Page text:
By Joseph Levy
For 28 years, I’ve written about and crusaded for base tans, showing objectively how science clearly supports what we do in professional sunbed centers. And for the last eight years, I’ve given talks about base tans on behalf of the American Suntanning Association in 45 state capitals and Washington D.C., explaining how they are an important part of the arsenal against sunburn.
This month, I’d like to tell you about how I personally put that into practice. Here’s the story of three long-time friends of mine, each of whom call me just about every spring to get sun-care advice before their sunny vacations.
Science supports the importance of a base tan as part of the arsenal against sunburn.
The first, Dr. Mike Hood, a veterinarian from Michigan, calls me just about every spring before vacationing for a week with his wife somewhere in the tropics. With Skin Type II, he used to sunburn even when wearing sunscreen. Now, he follows my advice and prepares by developing a base tan with at least ten salon visits over a three-week period and never sunburns on his trips.
A few years ago, Hood went to Hawaii for a week but forgot to follow our pre-trip program, figuring his skin would be ready for the subtropics after a summer of Michigan sun exposure. A painful sunburn reminded him that a tan, with sunscreen, is effective when sunscreen alone isn’t. “I was glad to get back on the program after that and I did great,” he told me.
The second friend, Michigan restaurateur Tim Kenrick, called me for the first time a few years ago before taking a tropical vacation. Tim, like me, has Type II skin, no hair on the top of his head and has sunburned before on sun-drenched outings. I set him up with a regimen of eight sunbed sessions in just under three weeks before the trip.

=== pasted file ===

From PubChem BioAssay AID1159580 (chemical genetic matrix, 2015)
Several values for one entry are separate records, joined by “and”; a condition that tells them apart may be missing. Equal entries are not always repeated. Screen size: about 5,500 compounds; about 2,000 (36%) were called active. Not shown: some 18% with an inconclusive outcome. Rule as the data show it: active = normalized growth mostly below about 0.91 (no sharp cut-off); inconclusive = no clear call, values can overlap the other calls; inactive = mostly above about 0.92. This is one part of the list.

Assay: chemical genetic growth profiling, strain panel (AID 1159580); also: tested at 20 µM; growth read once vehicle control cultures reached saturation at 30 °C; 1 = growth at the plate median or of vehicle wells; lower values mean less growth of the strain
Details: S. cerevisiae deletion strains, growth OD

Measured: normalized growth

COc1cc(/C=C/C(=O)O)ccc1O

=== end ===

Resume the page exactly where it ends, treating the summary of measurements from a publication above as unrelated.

“It worked amazingly well,” he told me upon his return. “If I had not asked for your counsel, I’m sure it would have been brutal.” With the base tan and SPF 15 applied each morning before heading out for the day, Tim never burned on his trip – only occasionally wearing a hat. He returned with what his kids said was the best tan he’d ever had.
A third friend, Lis, also called me before visiting Arizona last spring. (She didn’t follow my pre-trip advice, so I’m not going to use her full name. )
Also Skin Type II, Lis wasn’t even trying to tan when she sunburned. She just went out on her sunny patio in Capri pants and put her legs up while waiting for a friend to get ready to go out. “I didn’t think I’d be that long,” she said, recalling lobster-red sunburn on her calves that eventually peeled.
My friends Mike and Tim returned from their trips tanned and rested. Stimulating the production of melanin in Type II skin before a sunny vacation means that your first day out will oxidize the melanin you’ve already produced in the sunbed even before you step off the plane. Lis gets this now – it took some first-aid for her to learn her lesson the hard way.
And as for me, personally? Last spring and summer, I trained for and ran my first full marathon – The Chicago Marathon in October. I never wear a hat when I run, and a base tan and proper application of sunscreen on long runs (put it on 30 minutes before you step outside if you know you need it) means I have never sunburned my bald head while running. And since I live and run at 5,900 feet elevation west of sunny Denver, that’s a pretty decent accomplishment.
My sunny Chicago Marathon run – about six hours on the Lakefront Trail with a mid-range UV Index – ended without injury … to my legs or my skin.
I practice what I preach and it works.
Joseph Levy is director of scientific affairs for American Suntanning Association.
Founded in 2012, the American Suntanning Association is committed to defending and growing the industry through a detailed and proactive plan directed by an all-salon board and executed by more than two dozen management and consulting team members who specialize in this type of work.
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